For whatever reason, if it is the case that philosophy has a traumatic origin, then there would seem to be two possible responses. The first is extraordinarily pervasive: philosophy is therapy. Hadot, Nehamas, and Nussbaum are among the most vocal proponents of this view, which unfortunately requires more space than time currently permits. So too I want to assert that this conception is directly related, sometimes even causally so, to the current state of affairs in which, for all that, philosophers are certainly an unhappy lot (Nozick and Rorty are among some notable exceptions; so too, perhaps, even Nehamas), which is not aided (rather, probably exacerbated) by the operation of institutions according to which it is the philosopher’s job (quite literally in many cases) to be “against” something, to show why so-and-so has a stupid reading of so-and-so, to write something disagreeing with everyone else so to have somebody care about one’s work (whether the powers that be that grant tenure or the very colleagues that one at the same time demonstrates to be unequal to the task of so caring).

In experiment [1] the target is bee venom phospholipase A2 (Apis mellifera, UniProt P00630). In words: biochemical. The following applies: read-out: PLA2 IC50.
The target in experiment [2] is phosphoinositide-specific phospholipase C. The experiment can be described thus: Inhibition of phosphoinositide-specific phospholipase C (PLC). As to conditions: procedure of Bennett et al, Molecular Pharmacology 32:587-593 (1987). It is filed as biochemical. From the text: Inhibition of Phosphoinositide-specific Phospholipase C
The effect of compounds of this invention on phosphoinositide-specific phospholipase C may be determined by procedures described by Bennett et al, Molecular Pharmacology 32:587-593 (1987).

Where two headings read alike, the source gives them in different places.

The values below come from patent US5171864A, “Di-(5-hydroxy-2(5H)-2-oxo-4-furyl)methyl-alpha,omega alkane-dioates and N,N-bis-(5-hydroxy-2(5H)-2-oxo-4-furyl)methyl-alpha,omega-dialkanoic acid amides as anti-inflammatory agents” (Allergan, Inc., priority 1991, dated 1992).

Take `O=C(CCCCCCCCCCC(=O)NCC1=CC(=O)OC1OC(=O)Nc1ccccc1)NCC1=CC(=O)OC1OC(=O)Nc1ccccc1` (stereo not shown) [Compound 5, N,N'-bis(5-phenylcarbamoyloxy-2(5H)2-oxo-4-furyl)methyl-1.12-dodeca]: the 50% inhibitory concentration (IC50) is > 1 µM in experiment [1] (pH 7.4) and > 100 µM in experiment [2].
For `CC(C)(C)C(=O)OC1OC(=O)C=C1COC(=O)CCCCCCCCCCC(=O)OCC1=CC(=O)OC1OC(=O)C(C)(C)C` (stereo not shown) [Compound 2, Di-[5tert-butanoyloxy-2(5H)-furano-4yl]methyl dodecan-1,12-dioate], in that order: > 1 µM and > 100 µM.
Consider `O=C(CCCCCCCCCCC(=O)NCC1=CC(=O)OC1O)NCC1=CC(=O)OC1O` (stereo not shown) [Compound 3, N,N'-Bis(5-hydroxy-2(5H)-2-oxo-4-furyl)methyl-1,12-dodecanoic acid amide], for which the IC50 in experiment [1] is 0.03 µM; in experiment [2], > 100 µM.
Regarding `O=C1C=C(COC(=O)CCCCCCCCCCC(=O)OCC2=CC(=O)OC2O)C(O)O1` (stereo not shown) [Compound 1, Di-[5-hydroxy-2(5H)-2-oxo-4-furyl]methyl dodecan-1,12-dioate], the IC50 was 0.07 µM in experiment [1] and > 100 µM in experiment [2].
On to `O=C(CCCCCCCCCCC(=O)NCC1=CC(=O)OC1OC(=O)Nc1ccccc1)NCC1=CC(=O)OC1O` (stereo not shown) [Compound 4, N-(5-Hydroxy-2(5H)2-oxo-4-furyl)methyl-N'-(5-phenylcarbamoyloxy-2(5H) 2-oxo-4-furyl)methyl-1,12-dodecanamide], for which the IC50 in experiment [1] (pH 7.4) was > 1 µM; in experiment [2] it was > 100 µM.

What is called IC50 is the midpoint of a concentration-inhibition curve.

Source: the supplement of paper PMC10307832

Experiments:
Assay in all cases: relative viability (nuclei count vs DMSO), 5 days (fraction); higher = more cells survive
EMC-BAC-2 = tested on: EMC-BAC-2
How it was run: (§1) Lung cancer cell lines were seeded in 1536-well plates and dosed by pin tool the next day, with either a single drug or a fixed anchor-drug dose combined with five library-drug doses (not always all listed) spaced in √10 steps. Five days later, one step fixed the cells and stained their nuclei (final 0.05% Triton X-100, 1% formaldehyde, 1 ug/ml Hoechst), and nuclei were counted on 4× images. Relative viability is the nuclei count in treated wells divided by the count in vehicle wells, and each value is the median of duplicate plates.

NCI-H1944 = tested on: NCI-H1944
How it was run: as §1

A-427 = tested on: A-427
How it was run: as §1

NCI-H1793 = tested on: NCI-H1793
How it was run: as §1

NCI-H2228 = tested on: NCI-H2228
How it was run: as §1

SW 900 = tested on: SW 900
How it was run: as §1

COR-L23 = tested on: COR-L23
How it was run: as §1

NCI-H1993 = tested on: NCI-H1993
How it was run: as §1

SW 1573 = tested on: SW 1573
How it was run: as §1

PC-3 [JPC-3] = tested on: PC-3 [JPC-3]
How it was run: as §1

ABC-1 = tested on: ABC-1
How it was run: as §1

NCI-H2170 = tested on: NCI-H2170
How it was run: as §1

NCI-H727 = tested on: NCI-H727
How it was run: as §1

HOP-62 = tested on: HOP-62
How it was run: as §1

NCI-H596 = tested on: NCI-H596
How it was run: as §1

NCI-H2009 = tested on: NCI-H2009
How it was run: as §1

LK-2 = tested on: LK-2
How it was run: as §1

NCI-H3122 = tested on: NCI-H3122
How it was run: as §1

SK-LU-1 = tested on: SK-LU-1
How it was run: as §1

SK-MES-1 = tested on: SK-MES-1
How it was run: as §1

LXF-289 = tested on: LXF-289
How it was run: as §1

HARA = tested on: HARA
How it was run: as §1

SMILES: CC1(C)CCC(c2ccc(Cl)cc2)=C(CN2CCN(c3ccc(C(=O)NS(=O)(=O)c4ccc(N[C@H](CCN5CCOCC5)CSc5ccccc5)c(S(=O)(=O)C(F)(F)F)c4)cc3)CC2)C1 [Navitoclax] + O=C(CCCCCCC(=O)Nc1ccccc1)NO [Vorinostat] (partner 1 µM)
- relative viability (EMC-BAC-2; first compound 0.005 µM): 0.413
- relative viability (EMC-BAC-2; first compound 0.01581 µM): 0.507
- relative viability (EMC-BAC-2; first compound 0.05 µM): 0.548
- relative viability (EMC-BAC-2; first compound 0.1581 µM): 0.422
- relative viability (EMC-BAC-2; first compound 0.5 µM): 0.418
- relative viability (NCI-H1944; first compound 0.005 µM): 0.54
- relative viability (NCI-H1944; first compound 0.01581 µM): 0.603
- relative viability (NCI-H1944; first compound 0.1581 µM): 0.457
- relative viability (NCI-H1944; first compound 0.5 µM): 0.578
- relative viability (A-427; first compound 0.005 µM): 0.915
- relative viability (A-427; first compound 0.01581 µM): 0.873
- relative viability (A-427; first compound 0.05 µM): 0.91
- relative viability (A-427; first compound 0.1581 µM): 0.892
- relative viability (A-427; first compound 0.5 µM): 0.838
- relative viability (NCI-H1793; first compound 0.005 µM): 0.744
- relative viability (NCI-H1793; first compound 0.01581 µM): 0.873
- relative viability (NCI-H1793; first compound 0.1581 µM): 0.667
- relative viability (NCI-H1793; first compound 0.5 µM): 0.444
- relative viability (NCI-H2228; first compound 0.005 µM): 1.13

Alternative response: the point is not refutation. The point is to listen to a philosopher—“you must allow the philosopher to speak to you”, Deleuze once told his students. Better: the philosopher speaks in preludes and refrains. The philosopher engages in what Deleuze has called the creation of concepts or what I have suggested is the creation of images. Although Bachelard has done much to indicate the possibility of such a poetics, insofar as I am committed to the creativity of thought I remain a faithful Bergsonian.


One of the bourgeois virtues of a global, cosmopolitan liberal democracy is “tolerance”. Entire university departments have been created directly from this ideology under the name of “cultural studies”. It is not apparent, however, that either this particular division of critical theory or popular opinion has yet learned the lesson that our contemporaries in feminism, queer theory, or race theory have learned, which is that the proper response to the idealization of culture (the “affirmative character of culture”) is not to level any distinctions whatever (viz. what Seabrook calls “nobrow” culture).